The article about Thomas Jefferson’s garden (Country Life, January 14, 2009) reminded me of my own recent visits to gardens in the US, including Monticello. There is something quite distinctive about the American garden making tradition. It’s to do with the nation’s attitude towards wilderness, formed, as it was, during the earliest days of colonisation and subsequently honed by writers including Thoreau and Emerson and, more recently, by the likes of Michael Pollan (in Second Nature).

For sure, there is a strong moral and religious element to it, as Jefferson himself opined: ‘Those who labour in the earth are the chosen people of God… Corruption of morals in the mass of cultivators is a phenomenon of which no age or nation has furnished an example.’ I’m not sure how many ‘cultivators’ I know who are utterly devoid of sin, but I understand what the president was getting at.

The frontier mentality of making do with what is available and living within Nature rather than in opposition to it is reflected in American garden-making, which has always contained an element of sturdy practicality (witness the experimental fruit and vegetable gardens at Monticello). And, to some extent, it can still be seen in the tradition of ‘yard gardening’ in small-town America.

Whereas Americans have traditionally sought to invite the natural world into their gardens, such notions are at odds with the European tradition, which has usually fenced out Nature by means of sequestered enclosures. Even the English landscape park, an ostensibly ‘naturalistic’ approach to garden-making, had as its object a particular version of the pastoral, which often involved the redevelopment of the existing topography.

My conclusions have been hard won at times. Take my visit to the extraordinary 18th-century water garden at Middleton Place in South Carolina. I had travelled south from Virginia on the overnight Amtrak train, thinking it would be more civilised than flying. Wrong: my ‘sleeper’ cabin looked like a death-row cell for a midget, and throughout the night, massive jolts lifted me bodily off the thin mattress.

I arrived at Charleston in an addled state at 5.30am, where  a taxi took me straight to Middleton Place. The reception desk at the hotel connected to the property was deserted, so I took an early-morning stroll in the gardens, set on the banks of the Ashley River amid the swampy remains of ricefields from plantation days. It was a glorious morning, with shafts of impossibly bright sunshine lighting up dew droplets in the grass.

Then I saw the sign: ‘Alligators.’ It didn’t say ‘Beware the alligators’, as surely it should have done, but took a more informational tack, explaining that these giant reptiles roam around the place in groups of up to 200 and are, in fact, altogether charming, contrary to every basic human instinct. I immediately legged it (or ‘high-tailed it’, in local parlance) up a ladder and onto one of the wooden viewing platforms erected for viewing these creatures. Can alligators climb ladders, I wondered. Or are they like Daleks, flummoxed by steps?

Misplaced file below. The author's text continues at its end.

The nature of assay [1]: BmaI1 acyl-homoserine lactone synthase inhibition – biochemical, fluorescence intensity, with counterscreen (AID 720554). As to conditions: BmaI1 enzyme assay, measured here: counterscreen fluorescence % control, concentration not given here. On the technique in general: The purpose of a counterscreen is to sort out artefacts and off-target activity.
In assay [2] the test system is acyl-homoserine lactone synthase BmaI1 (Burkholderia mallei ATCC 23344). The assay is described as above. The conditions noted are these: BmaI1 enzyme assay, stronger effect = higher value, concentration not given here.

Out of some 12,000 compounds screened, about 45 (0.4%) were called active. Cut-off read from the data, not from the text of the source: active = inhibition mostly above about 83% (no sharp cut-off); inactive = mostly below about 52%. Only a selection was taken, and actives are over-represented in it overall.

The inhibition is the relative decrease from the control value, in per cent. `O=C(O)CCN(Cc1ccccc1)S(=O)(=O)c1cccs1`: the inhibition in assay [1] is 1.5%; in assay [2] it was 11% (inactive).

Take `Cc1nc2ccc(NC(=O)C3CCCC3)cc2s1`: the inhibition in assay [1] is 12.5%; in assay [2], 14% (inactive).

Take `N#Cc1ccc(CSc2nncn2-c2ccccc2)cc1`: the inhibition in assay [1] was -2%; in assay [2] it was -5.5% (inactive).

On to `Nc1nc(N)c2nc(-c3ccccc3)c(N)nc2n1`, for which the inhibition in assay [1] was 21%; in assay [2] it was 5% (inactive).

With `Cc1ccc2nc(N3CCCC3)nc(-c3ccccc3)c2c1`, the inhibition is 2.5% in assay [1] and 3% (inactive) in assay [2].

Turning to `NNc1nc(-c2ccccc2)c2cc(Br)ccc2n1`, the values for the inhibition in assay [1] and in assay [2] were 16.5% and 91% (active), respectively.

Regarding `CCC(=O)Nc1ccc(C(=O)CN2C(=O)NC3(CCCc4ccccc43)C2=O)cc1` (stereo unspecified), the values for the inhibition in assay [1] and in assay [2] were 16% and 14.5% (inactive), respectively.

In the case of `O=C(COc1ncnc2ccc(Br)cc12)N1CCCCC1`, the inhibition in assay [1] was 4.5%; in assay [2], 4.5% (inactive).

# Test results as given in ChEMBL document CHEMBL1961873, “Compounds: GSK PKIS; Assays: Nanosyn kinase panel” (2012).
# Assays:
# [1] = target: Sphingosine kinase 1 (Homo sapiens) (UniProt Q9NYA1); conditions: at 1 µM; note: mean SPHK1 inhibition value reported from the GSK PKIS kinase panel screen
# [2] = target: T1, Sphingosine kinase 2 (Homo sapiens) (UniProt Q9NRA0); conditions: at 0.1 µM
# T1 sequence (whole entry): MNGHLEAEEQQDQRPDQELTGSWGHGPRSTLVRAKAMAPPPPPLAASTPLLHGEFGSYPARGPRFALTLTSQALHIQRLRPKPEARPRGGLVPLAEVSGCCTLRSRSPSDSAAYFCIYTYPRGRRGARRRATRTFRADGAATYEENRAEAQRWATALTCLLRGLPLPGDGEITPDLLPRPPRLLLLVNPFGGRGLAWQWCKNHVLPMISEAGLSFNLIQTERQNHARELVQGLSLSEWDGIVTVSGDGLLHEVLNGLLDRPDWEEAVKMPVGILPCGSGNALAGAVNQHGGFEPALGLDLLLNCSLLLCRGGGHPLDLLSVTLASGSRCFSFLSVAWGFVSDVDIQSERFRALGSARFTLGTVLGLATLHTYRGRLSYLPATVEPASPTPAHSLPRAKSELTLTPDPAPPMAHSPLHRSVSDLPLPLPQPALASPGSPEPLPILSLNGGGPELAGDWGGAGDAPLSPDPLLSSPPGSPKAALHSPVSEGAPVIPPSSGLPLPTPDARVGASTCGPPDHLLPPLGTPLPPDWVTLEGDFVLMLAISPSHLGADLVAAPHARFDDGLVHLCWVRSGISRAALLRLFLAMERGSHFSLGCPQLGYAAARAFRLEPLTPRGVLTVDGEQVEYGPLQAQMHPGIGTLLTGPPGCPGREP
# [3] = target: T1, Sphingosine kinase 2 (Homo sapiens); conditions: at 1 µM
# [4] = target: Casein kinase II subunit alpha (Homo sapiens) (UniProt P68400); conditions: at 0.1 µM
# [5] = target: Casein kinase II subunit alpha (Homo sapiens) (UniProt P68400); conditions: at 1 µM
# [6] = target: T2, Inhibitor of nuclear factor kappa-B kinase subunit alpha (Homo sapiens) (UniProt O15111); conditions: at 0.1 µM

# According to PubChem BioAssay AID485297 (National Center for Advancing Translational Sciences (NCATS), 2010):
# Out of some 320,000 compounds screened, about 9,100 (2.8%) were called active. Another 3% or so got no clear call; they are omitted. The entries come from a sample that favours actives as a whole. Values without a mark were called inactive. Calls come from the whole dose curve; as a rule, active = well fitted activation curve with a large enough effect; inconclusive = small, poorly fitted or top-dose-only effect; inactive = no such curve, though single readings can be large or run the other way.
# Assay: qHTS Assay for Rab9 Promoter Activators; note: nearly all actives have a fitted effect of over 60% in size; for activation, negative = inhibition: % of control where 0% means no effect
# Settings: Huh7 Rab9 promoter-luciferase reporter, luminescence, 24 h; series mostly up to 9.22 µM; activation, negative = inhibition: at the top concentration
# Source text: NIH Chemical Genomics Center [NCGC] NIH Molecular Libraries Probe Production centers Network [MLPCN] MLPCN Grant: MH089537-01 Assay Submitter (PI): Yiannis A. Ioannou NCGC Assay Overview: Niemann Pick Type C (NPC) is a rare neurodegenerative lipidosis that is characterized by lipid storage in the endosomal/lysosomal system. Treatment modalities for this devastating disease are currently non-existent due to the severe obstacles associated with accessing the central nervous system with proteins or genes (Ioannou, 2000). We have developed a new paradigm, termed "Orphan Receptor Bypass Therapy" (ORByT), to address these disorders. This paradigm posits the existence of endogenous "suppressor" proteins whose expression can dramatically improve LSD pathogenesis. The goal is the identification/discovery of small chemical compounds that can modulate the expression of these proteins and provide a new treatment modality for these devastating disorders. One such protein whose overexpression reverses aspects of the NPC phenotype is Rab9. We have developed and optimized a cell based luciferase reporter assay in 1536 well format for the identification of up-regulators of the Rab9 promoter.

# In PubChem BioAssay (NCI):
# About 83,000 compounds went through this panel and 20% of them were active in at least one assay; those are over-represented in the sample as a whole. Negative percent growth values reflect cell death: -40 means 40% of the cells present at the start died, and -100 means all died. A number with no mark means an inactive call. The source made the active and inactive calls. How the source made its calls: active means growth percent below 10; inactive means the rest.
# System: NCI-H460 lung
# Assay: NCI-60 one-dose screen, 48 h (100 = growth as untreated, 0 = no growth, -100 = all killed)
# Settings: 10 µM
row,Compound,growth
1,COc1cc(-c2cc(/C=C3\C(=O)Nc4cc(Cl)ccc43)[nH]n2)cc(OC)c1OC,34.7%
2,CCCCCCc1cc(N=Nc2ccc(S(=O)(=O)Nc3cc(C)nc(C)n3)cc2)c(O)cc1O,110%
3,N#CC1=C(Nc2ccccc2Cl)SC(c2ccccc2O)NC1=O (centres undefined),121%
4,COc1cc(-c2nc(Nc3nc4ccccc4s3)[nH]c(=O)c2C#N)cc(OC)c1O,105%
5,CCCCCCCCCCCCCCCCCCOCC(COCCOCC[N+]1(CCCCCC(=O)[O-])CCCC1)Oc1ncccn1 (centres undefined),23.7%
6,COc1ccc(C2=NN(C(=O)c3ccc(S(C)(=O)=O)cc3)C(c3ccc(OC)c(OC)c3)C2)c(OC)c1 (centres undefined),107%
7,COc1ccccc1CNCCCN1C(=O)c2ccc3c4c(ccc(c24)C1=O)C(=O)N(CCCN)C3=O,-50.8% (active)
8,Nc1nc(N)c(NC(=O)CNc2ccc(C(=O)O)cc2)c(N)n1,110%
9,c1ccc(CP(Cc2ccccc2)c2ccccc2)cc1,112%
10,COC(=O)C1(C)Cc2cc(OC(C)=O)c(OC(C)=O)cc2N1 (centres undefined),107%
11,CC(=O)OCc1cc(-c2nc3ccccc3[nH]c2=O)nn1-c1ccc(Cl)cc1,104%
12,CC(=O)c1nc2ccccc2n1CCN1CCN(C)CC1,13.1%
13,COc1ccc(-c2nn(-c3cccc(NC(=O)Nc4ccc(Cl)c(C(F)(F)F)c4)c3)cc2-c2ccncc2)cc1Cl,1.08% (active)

Later, after I’d spent several hours exploring far and wide in the garden, I overheard a conversation between the stockman at the estate’s model farm and a visitor who was asking him whether the sheep ever got to graze on the lush pasture near the river. ‘We never let them down there,’ he replied. ‘The alligators take ’em.’ So it transpired that those hideous jaws were not reserved for vegetarian purposes, after all… I was going to relate how I was later attacked by a swarm of killer bees in the Italianate gardens of Vizcaya in Miami, but reliving the alligator experience has proved more than enough for now.

Another ‘issue’ around garden visiting in the US is the almost complete absence of public transport. Arranging a visit to Longwood gardens, near Philadelphia, I was perplexed to be told by both the garden and my hotel (almost next door, albeit along the freeway) that it was ‘impossible’ to get to the garden without a car. The only option (apart from hiring a car) was to summon a taxi from the nearest city, entailing a 30-mile round trip for what is really a one-mile journey. I decided to walk.

Leaving soon after dawn,  I embarked on a commando-style mission, along the edge of the freeway. I skirted around parking lots, strode across the springy front lawns of ‘nailcare parlors’, trekked past ‘gas stations’ and hacked through areas of thick woodland that looked like
crime scenes waiting to happen. At one point, as  I scrambled along fairly close to the hard shoulder, a police patrol car seemed to take an interest in me. I melted into the foliage, Rambo like (if I may say so).  I eventually reached Longwood via a cemetery.

Longwood is the greatest horti-cultural extravaganza in the US, created by Pierre du Pont of the Pennsylvania chemicals dynasty in the early 20th century. The great conservatory alone takes up five acres, and there are no fewer than three monumental fountain displays, which are set off for visitors’ delectation every day. Even the local Amish community comes to visit. After all this fun, I returned to my hotel the same way, dodging through the undergrowth.  I felt vindicated, but had a nagging suspicion that my perfectly rational approach to environmentally friendly garden visiting may have appeared a little ‘unusual’ to some.